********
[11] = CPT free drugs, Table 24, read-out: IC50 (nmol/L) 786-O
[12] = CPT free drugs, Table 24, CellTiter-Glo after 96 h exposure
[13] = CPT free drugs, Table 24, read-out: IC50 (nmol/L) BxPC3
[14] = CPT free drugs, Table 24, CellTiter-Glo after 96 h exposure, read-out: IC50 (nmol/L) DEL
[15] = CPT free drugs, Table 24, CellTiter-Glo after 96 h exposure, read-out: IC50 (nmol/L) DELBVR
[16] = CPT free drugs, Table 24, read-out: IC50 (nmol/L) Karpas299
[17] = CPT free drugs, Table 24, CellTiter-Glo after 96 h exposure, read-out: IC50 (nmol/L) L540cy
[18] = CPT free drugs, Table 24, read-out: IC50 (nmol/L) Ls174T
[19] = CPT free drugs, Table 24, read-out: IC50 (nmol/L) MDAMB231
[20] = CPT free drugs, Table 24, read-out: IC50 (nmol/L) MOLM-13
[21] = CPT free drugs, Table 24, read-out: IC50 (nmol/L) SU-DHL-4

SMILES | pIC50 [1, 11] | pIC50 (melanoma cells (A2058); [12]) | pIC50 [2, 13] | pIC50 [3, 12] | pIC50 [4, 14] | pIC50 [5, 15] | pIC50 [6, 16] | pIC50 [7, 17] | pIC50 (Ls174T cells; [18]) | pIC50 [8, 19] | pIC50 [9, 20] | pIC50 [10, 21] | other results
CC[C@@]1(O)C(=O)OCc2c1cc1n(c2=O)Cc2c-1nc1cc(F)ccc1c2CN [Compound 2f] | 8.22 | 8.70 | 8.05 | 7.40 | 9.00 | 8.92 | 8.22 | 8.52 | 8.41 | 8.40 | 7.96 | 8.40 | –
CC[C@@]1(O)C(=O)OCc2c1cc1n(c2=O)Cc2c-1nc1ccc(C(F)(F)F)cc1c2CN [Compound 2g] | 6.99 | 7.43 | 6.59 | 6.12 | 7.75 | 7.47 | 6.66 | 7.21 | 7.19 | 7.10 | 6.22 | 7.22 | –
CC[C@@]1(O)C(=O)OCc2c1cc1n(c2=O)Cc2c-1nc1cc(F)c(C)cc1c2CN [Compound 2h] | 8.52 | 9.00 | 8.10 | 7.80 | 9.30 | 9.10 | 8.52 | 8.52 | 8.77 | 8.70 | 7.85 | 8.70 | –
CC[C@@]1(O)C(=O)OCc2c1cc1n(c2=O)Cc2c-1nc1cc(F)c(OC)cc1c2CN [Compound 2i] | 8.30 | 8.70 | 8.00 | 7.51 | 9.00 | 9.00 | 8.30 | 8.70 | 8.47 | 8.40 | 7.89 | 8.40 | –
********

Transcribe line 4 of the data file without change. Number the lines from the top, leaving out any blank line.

[14] = CPT free drugs, Table 24, CellTiter-Glo after 96 h exposure, read-out: IC50 (nmol/L) DEL